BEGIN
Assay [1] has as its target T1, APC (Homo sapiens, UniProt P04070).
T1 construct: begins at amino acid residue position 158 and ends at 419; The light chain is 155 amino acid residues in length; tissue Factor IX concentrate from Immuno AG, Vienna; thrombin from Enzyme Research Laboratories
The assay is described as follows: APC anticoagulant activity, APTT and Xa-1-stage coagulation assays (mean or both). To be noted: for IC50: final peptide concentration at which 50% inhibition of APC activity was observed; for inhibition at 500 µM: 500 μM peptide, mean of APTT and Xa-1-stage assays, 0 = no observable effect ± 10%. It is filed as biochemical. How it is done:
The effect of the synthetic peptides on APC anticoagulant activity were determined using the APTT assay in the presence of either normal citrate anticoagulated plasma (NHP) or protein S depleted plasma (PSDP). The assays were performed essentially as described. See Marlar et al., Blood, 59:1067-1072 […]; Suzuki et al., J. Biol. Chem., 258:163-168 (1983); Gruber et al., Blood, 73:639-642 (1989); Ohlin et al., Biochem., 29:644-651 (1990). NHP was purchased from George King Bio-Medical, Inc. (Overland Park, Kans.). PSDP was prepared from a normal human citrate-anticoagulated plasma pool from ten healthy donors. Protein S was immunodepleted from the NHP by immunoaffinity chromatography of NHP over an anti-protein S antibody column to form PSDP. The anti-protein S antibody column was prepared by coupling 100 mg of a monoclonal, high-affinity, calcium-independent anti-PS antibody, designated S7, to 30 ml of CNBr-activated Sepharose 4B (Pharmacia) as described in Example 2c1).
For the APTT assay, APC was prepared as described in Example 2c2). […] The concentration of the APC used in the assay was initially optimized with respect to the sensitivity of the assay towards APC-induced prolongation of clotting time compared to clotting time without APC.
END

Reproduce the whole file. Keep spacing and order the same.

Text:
Assay [1] has as its target T1, APC (Homo sapiens, UniProt P04070).
T1 construct: begins at amino acid residue position 158 and ends at 419; The light chain is 155 amino acid residues in length; tissue Factor IX concentrate from Immuno AG, Vienna; thrombin from Enzyme Research Laboratories
The assay is described as follows: APC anticoagulant activity, APTT and Xa-1-stage coagulation assays (mean or both). To be noted: for IC50: final peptide concentration at which 50% inhibition of APC activity was observed; for inhibition at 500 µM: 500 μM peptide, mean of APTT and Xa-1-stage assays, 0 = no observable effect ± 10%. It is filed as biochemical. How it is done:
The effect of the synthetic peptides on APC anticoagulant activity were determined using the APTT assay in the presence of either normal citrate anticoagulated plasma (NHP) or protein S depleted plasma (PSDP). The assays were performed essentially as described. See Marlar et al., Blood, 59:1067-1072 […]; Suzuki et al., J. Biol. Chem., 258:163-168 (1983); Gruber et al., Blood, 73:639-642 (1989); Ohlin et al., Biochem., 29:644-651 (1990). NHP was purchased from George King Bio-Medical, Inc. (Overland Park, Kans.). PSDP was prepared from a normal human citrate-anticoagulated plasma pool from ten healthy donors. Protein S was immunodepleted from the NHP by immunoaffinity chromatography of NHP over an anti-protein S antibody column to form PSDP. The anti-protein S antibody column was prepared by coupling 100 mg of a monoclonal, high-affinity, calcium-independent anti-PS antibody, designated S7, to 30 ml of CNBr-activated Sepharose 4B (Pharmacia) as described in Example 2c1).
For the APTT assay, APC was prepared as described in Example 2c2). […] The concentration of the APC used in the assay was initially optimized with respect to the sensitivity of the assay towards APC-induced prolongation of clotting time compared to clotting time without APC.